Title:
System and method for morphing a CAD design element
United States Patent 9495726
Abstract:
A system and method for morphing a design element which precisely and efficiently morphs a design element within a data file to new target parameters by changing its general proportions, dimensions or shape. The present invention is generally a computer software program which loads an existing data file which includes one or more design elements, such as parts or an assembly of parts, and then automatically morphs the design element's dimensions, proportions and/or shapes to meet target parameters input by a user. The present invention will create several groups of points corresponding to each surface and associated bounding curves of the existing design. It will then morph each group into a new shape as per the input requirements by the user, fit the morphed group into an infinite surface, create boundary curves for each morphed group and then trim the infinite surface to create the new, morphed design element.


Inventors:
Mariappasamy, Radhakrishnan (Troy, MI, US)
Damodharan, Radha (Chennai, IN)
Application Number:
13/900652
Publication Date:
11/15/2016
Filing Date:
05/23/2013
Assignee:
DEP Autoline, Inc. (Troy, MI, US)
Primary Class:
1/1
International Classes:
G06T3/00; G06T1/00
View Patent Images:
Primary Examiner:
Amin, Jwalant
Attorney, Agent or Firm:
Neustel Law Offices
Neustel, Michael S.
Parent Case Data:

CROSS REFERENCE TO RELATED APPLICATIONS

I hereby claim benefit under Title 35, United States Code, Section 119(e) of U.S. provisional patent application Ser. No. 61/650,714 filed May 23, 2012. The 61/650,714 application is hereby incorporated by reference into this application.

Claims:
The invention claimed is:

1. A non-transitory program storage device readable by a computer, tangibly embodying a program of instructions executable by the computer to perform method steps for morphing one or more CAD design elements to one or more morphed CAD design elements, said method steps comprising: receiving one or more design elements; selecting one or more of said design elements to be morphed, each of said selected design elements being comprised of a plurality of surfaces, said step of selecting one or more of said design elements being comprised of selecting a plurality of nodes defining boundaries encapsulating said selected design elements; defining a plurality of points within said plurality of surfaces; grouping said plurality of points into a plurality of groups of points, wherein each of said plurality of surfaces includes one of said plurality of groups of points, wherein each of said groups of points includes 3 or more sides, wherein said plurality of groups of points comprises control groups of points and deformable groups of points, wherein said control groups of points are not morphed; defining boundary curves using said groups of points along a boundary of said design element; creating a Coons surface with said boundary curves for each of said groups of points having between 3 and 4 sides; creating an infinite surface with said boundary curves for each of said groups of points having more than 4 sides; trimming said infinite surfaces along said boundary curves to create a plurality of morphed surfaces; regenerating and combining each of said morphed surfaces to create a morphed design element; and receiving a morphing type, said morphing type defining the type of morphing to be applied to said selected design elements, wherein said morphing type is selected from a group consisting of rotation, translation, offset, projection, re-scaling, propagating, partitioning, re-defining intersections, stitching, reflecting, and detaching.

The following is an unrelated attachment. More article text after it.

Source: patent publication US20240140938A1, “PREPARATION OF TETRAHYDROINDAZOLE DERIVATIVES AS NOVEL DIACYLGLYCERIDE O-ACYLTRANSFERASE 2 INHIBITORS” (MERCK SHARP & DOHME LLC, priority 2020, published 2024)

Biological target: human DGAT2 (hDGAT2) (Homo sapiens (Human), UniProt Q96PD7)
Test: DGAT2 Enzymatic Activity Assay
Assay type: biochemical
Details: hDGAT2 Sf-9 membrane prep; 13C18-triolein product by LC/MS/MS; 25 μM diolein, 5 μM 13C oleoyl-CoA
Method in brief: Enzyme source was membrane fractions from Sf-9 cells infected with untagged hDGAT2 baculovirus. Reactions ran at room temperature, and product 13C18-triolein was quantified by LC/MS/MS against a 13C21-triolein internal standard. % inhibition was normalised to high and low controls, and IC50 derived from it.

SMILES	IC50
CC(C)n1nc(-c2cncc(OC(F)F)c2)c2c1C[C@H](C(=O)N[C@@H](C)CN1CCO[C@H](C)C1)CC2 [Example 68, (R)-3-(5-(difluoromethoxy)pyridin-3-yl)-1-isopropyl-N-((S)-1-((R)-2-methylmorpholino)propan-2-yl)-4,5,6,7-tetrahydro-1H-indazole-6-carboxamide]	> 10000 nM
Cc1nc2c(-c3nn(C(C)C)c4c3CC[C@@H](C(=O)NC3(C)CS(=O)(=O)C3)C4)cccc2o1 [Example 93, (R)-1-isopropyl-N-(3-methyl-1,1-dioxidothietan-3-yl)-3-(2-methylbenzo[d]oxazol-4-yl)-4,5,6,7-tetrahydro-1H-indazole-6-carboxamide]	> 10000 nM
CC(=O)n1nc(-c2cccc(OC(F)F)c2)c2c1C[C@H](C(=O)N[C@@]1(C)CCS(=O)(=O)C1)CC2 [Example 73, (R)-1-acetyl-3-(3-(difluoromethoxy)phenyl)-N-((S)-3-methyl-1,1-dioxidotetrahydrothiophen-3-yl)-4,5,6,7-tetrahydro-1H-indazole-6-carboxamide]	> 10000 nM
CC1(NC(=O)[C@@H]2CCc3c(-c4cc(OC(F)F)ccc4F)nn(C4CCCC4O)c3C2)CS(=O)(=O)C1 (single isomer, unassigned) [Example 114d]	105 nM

2. The device of claim 1, wherein said step of creating an infinite surface is accomplished using surface fit techniques.

3. The device of claim 1, further comprising the step of receiving target parameters defining morphed parameters of said morphing type.

4. The device of claim 3, wherein said target parameters are selected from a group consisting of proportions, dimensions, and shapes.

5. The device of claim 1, wherein said plurality of nodes comprise a plurality of control nodes defining a control zone.

6. The device of claim 5, wherein said plurality of nodes further comprise a plurality of deformable nodes defining a deformable zone.

7. The device of claim 6, wherein said control groups of points are located within the control zone and wherein said deformable groups of points are located within the deformable zone.

8. A non-transitory program storage device readable by a computer, tangibly embodying a program of instructions executable by the computer to perform method steps for morphing one or more CAD design elements to one or more morphed CAD design elements, said method steps comprising: receiving one or more design elements; selecting one or more of said design elements to be morphed, each of said selected design elements being comprised of a plurality of surfaces, said step of selecting one or more of said design elements being comprised of selecting a plurality of nodes defining boundaries encapsulating said selected design elements; receiving a morphing type, said morphing type defining the type of morphing to be applied to said selected design elements, wherein said morphing type is selected from a group consisting of rotation, translation, offset, projection, re-scaling, propagating, partitioning, re-defining intersections, stitching, reflecting, and detaching; defining a plurality of points within said plurality of surfaces; grouping said plurality of points into a plurality of groups of points, wherein each of said plurality of surfaces includes one of said plurality of groups of points, wherein each of said groups of points includes 3 or more sides; defining boundary curves using said groups of points along a boundary of said design element; creating a Coons surface with said boundary curves for each of said groups of points having between 3 and 4 sides; creating an infinite surface with said boundary curves for each of said groups of points having more than 4 sides; trimming said infinite surfaces along said boundary curves to create a plurality of morphed surfaces; and regenerating and combining each of said morphed surfaces to create a morphed design element.